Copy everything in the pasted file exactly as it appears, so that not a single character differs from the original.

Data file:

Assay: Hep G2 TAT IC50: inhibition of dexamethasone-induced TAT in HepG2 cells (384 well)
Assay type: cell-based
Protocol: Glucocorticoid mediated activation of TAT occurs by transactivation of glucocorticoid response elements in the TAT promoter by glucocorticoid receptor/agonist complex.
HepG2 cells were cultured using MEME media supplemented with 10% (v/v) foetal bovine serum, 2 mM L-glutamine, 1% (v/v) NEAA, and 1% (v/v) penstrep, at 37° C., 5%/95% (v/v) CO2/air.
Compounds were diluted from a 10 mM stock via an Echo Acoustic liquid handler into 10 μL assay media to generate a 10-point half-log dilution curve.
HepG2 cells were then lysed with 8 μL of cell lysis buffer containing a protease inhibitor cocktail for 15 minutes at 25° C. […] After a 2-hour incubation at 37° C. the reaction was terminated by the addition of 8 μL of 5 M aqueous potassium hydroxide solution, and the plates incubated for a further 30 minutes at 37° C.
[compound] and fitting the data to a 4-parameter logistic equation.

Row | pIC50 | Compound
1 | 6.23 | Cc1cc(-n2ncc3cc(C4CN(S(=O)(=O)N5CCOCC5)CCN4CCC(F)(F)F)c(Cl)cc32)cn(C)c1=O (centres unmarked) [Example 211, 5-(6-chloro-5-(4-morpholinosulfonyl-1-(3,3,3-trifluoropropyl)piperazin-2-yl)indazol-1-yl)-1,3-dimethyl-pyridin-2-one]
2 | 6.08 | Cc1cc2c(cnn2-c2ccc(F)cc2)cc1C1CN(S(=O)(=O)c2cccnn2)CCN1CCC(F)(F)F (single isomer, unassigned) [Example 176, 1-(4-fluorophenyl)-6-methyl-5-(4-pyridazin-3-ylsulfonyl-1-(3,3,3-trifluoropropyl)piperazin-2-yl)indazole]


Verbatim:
Assay: Hep G2 TAT IC50: inhibition of dexamethasone-induced TAT in HepG2 cells (384 well)
Assay type: cell-based
Protocol: Glucocorticoid mediated activation of TAT occurs by transactivation of glucocorticoid response elements in the TAT promoter by glucocorticoid receptor/agonist complex.
HepG2 cells were cultured using MEME media supplemented with 10% (v/v) foetal bovine serum, 2 mM L-glutamine, 1% (v/v) NEAA, and 1% (v/v) penstrep, at 37° C., 5%/95% (v/v) CO2/air.
Compounds were diluted from a 10 mM stock via an Echo Acoustic liquid handler into 10 μL assay media to generate a 10-point half-log dilution curve.
HepG2 cells were then lysed with 8 μL of cell lysis buffer containing a protease inhibitor cocktail for 15 minutes at 25° C. […] After a 2-hour incubation at 37° C. the reaction was terminated by the addition of 8 μL of 5 M aqueous potassium hydroxide solution, and the plates incubated for a further 30 minutes at 37° C.
[compound] and fitting the data to a 4-parameter logistic equation.

Row | pIC50 | Compound
1 | 6.23 | Cc1cc(-n2ncc3cc(C4CN(S(=O)(=O)N5CCOCC5)CCN4CCC(F)(F)F)c(Cl)cc32)cn(C)c1=O (centres unmarked) [Example 211, 5-(6-chloro-5-(4-morpholinosulfonyl-1-(3,3,3-trifluoropropyl)piperazin-2-yl)indazol-1-yl)-1,3-dimethyl-pyridin-2-one]
2 | 6.08 | Cc1cc2c(cnn2-c2ccc(F)cc2)cc1C1CN(S(=O)(=O)c2cccnn2)CCN1CCC(F)(F)F (single isomer, unassigned) [Example 176, 1-(4-fluorophenyl)-6-methyl-5-(4-pyridazin-3-ylsulfonyl-1-(3,3,3-trifluoropropyl)piperazin-2-yl)indazole]